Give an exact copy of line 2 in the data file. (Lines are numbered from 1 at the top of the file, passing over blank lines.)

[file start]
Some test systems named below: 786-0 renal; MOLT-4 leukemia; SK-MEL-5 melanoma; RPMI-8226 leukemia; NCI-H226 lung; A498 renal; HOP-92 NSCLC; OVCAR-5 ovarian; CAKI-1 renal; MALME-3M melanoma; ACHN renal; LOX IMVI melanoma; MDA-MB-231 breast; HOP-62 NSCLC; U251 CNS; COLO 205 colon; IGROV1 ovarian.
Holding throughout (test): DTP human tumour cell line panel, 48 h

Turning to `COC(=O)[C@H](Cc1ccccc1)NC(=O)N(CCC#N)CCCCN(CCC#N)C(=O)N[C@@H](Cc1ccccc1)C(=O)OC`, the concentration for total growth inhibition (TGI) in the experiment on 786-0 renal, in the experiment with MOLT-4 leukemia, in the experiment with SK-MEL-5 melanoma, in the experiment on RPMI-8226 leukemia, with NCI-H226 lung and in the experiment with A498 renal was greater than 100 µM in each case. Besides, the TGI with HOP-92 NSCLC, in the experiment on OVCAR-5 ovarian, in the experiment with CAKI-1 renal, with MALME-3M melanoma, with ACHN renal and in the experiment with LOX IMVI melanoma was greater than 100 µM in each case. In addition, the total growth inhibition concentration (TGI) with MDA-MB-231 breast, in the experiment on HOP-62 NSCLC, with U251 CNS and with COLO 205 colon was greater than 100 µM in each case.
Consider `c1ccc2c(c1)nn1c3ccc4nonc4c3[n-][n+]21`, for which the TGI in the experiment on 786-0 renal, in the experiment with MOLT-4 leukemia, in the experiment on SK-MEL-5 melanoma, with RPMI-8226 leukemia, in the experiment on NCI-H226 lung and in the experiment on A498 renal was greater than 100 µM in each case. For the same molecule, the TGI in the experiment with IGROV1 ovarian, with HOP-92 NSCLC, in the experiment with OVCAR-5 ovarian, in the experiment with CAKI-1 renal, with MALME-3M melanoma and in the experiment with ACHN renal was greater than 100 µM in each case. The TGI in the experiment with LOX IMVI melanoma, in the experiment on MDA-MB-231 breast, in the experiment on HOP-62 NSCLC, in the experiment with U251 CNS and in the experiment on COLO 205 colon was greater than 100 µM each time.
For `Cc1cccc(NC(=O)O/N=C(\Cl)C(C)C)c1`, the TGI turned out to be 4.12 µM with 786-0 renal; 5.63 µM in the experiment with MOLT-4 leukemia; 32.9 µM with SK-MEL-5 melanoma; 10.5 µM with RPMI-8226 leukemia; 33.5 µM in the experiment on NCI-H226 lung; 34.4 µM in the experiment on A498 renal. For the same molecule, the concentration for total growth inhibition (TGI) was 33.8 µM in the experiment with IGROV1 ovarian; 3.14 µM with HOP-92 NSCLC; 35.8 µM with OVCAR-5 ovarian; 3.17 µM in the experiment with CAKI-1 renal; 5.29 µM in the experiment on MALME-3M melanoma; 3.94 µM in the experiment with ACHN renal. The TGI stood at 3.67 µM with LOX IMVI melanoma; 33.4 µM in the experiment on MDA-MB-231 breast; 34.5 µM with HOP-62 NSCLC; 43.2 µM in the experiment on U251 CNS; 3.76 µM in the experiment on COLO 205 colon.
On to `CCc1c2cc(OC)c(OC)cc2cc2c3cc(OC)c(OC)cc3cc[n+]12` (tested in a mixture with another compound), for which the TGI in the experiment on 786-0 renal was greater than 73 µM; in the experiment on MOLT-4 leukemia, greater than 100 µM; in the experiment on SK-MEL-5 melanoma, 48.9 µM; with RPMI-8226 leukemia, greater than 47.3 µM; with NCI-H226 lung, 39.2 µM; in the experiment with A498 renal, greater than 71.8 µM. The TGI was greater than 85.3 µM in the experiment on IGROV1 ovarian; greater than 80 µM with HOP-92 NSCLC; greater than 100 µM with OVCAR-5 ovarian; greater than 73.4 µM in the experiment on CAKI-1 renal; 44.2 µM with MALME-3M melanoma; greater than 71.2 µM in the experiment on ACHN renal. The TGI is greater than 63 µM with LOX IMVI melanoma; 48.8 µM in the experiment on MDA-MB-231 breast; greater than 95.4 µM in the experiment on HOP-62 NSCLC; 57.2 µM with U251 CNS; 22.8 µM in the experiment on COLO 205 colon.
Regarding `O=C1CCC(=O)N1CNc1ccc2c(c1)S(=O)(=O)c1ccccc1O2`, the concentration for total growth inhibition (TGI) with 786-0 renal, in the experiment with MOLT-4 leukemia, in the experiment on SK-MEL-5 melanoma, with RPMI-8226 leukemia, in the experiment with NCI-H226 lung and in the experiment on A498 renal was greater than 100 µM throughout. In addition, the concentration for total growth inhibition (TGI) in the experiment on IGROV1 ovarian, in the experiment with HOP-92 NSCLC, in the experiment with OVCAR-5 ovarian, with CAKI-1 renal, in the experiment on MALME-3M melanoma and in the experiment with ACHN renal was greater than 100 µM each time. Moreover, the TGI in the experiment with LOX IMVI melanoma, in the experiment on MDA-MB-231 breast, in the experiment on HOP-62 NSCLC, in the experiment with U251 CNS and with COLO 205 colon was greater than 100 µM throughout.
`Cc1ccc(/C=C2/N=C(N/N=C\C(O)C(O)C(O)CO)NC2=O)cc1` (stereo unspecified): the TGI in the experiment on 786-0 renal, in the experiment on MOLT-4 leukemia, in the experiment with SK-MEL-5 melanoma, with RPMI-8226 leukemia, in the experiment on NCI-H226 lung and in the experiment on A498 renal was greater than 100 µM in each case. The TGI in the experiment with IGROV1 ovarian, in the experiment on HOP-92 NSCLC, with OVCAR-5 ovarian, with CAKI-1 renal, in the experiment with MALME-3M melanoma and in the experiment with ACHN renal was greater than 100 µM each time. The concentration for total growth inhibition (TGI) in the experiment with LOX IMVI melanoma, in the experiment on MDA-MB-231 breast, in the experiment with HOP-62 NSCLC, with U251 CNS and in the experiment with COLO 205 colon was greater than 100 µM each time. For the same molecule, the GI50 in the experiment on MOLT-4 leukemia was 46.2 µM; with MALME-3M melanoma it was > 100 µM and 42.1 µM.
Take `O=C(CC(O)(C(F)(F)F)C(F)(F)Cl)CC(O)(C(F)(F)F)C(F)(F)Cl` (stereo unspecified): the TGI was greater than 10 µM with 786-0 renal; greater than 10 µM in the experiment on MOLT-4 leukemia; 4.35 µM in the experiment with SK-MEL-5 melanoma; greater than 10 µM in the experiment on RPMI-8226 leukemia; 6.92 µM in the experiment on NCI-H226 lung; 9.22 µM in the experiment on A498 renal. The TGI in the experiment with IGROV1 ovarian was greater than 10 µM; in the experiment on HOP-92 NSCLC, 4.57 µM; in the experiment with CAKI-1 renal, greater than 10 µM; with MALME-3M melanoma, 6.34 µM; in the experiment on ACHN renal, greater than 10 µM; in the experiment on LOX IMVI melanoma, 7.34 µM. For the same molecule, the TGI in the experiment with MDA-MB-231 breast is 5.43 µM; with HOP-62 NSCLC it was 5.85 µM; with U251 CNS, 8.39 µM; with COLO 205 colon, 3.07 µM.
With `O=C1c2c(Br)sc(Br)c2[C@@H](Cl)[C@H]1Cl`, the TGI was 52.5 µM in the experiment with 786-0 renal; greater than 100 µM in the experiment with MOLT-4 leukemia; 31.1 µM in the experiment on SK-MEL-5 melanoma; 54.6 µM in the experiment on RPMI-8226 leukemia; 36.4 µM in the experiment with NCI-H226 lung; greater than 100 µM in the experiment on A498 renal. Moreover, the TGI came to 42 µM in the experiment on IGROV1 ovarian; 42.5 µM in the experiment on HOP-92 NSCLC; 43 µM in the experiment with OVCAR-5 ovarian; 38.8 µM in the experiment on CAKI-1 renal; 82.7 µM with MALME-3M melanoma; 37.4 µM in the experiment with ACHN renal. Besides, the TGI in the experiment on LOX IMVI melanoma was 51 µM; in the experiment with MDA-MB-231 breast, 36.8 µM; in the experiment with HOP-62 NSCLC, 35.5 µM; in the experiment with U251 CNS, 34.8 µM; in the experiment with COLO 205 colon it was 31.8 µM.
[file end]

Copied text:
Holding throughout (test): DTP human tumour cell line panel, 48 h